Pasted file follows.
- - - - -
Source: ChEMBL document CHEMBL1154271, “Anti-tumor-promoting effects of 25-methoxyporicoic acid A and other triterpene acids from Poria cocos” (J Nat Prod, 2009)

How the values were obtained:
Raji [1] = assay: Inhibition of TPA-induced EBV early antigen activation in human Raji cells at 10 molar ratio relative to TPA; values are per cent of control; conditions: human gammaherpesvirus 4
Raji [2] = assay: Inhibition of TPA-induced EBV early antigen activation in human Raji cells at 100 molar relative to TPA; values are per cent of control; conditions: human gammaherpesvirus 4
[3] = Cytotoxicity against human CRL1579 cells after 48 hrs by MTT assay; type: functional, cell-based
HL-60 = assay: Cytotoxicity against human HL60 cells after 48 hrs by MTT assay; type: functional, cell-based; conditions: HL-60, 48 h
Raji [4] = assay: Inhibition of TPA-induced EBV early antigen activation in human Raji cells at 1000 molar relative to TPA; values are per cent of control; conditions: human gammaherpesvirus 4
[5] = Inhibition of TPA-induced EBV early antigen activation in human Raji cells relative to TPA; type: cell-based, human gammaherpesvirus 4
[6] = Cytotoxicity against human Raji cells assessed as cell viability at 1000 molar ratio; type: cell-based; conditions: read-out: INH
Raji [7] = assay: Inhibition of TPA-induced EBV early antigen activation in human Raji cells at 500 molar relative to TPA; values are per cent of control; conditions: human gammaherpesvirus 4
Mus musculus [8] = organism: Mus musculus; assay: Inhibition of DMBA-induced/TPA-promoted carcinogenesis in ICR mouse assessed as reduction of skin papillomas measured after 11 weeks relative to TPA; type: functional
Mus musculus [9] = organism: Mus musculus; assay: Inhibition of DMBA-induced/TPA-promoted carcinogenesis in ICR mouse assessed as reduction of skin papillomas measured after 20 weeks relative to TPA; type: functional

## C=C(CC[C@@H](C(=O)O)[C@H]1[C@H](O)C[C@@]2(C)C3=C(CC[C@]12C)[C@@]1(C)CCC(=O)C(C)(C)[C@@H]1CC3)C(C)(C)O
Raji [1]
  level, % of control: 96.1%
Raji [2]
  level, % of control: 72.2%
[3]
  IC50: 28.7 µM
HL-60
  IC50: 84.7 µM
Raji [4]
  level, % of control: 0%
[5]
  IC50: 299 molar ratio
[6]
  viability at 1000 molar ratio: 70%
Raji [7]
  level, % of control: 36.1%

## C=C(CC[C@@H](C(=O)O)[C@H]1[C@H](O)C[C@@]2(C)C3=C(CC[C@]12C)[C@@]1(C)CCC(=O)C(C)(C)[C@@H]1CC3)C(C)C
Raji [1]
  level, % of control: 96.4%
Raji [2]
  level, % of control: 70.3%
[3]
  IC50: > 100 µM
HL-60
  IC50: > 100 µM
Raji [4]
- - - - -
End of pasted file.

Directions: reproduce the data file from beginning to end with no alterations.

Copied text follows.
Source: ChEMBL document CHEMBL1154271, “Anti-tumor-promoting effects of 25-methoxyporicoic acid A and other triterpene acids from Poria cocos” (J Nat Prod, 2009)

How the values were obtained:
Raji [1] = assay: Inhibition of TPA-induced EBV early antigen activation in human Raji cells at 10 molar ratio relative to TPA; values are per cent of control; conditions: human gammaherpesvirus 4
Raji [2] = assay: Inhibition of TPA-induced EBV early antigen activation in human Raji cells at 100 molar relative to TPA; values are per cent of control; conditions: human gammaherpesvirus 4
[3] = Cytotoxicity against human CRL1579 cells after 48 hrs by MTT assay; type: functional, cell-based
HL-60 = assay: Cytotoxicity against human HL60 cells after 48 hrs by MTT assay; type: functional, cell-based; conditions: HL-60, 48 h
Raji [4] = assay: Inhibition of TPA-induced EBV early antigen activation in human Raji cells at 1000 molar relative to TPA; values are per cent of control; conditions: human gammaherpesvirus 4
[5] = Inhibition of TPA-induced EBV early antigen activation in human Raji cells relative to TPA; type: cell-based, human gammaherpesvirus 4
[6] = Cytotoxicity against human Raji cells assessed as cell viability at 1000 molar ratio; type: cell-based; conditions: read-out: INH
Raji [7] = assay: Inhibition of TPA-induced EBV early antigen activation in human Raji cells at 500 molar relative to TPA; values are per cent of control; conditions: human gammaherpesvirus 4
Mus musculus [8] = organism: Mus musculus; assay: Inhibition of DMBA-induced/TPA-promoted carcinogenesis in ICR mouse assessed as reduction of skin papillomas measured after 11 weeks relative to TPA; type: functional
Mus musculus [9] = organism: Mus musculus; assay: Inhibition of DMBA-induced/TPA-promoted carcinogenesis in ICR mouse assessed as reduction of skin papillomas measured after 20 weeks relative to TPA; type: functional

## C=C(CC[C@@H](C(=O)O)[C@H]1[C@H](O)C[C@@]2(C)C3=C(CC[C@]12C)[C@@]1(C)CCC(=O)C(C)(C)[C@@H]1CC3)C(C)(C)O
Raji [1]
  level, % of control: 96.1%
Raji [2]
  level, % of control: 72.2%
[3]
  IC50: 28.7 µM
HL-60
  IC50: 84.7 µM
Raji [4]
  level, % of control: 0%
[5]
  IC50: 299 molar ratio
[6]
  viability at 1000 molar ratio: 70%
Raji [7]
  level, % of control: 36.1%

## C=C(CC[C@@H](C(=O)O)[C@H]1[C@H](O)C[C@@]2(C)C3=C(CC[C@]12C)[C@@]1(C)CCC(=O)C(C)(C)[C@@H]1CC3)C(C)C
Raji [1]
  level, % of control: 96.4%
Raji [2]
  level, % of control: 70.3%
[3]
  IC50: > 100 µM
HL-60
  IC50: > 100 µM
Raji [4]